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If you have been hurt on another person’s property and you feel that the property owner should have done more to make the property safer or to provide fair warning, the owner might counter that you “assumed the risk” by crossing onto the property or engaging in whatever activity that caused the injury. Kentucky injury victims should be careful not to be tricked into assuming guilt for an injury that is not their fault.

The idea of assuming the risk is, as defined by Findlaw, when a person knows that an activity is dangerous but chooses to engage in it anyway. The same principle applies if you cross onto a property that is damaged, under repair or under construction knowing you could get hurt. Since the risks are known, the property owner is not liable if the individual gets hurt.

However, if the property owner does not post sufficient warnings or notices, the owner could still be held negligent for not properly informing the public of dangers posed by the property. Take a stairwell that is under repair, for example. A property owner or manager should post easy to read warning signs before any entry to the stairwell, or block the well off altogether. Similarly, amusement park managers should post signs that detail risks of using the rides.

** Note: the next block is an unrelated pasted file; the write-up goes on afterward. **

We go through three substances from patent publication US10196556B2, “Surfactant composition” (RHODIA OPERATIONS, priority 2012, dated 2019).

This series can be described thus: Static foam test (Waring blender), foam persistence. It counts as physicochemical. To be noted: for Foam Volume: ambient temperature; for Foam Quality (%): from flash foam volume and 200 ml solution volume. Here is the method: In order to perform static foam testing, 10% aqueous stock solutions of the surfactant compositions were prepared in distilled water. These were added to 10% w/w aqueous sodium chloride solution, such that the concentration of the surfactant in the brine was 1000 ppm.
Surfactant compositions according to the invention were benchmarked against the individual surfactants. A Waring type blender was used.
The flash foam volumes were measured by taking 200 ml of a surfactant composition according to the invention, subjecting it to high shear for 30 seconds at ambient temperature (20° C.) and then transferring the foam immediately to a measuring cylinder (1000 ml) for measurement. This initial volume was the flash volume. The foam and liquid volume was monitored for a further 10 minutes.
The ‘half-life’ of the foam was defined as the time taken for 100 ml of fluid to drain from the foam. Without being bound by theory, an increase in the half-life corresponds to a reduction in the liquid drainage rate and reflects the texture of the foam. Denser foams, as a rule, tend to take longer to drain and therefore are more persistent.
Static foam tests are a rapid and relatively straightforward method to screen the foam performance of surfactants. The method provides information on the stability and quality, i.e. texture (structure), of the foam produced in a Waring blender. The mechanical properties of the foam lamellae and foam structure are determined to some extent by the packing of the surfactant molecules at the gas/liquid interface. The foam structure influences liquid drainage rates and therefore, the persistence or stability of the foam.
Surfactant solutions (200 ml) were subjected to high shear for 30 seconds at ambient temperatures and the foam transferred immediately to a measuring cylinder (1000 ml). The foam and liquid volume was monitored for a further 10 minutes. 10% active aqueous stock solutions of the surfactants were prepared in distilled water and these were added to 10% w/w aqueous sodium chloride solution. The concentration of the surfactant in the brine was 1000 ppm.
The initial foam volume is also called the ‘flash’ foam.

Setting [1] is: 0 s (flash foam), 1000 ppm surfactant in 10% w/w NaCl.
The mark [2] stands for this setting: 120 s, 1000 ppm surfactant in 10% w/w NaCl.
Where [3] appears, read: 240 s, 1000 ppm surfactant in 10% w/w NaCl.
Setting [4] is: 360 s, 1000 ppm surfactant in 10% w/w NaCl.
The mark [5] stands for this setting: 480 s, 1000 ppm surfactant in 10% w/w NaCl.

Additionally, a property owner cannot claim you assumed the risk of injury if something unforseen happens. You can only assume injury risks if you know what to expect. If you are hurt because the surface you step on gives way or a piece of nearby machinery tosses a screw at you, these are not expected risks. If the property owner knew that mishaps like these could occur and did nothing about it or failed to warn you, the owner cannot claim you legitimately assumed a risk of injury.

This article, while written to inform readers about personal injury topics, should not be taken as legal advice.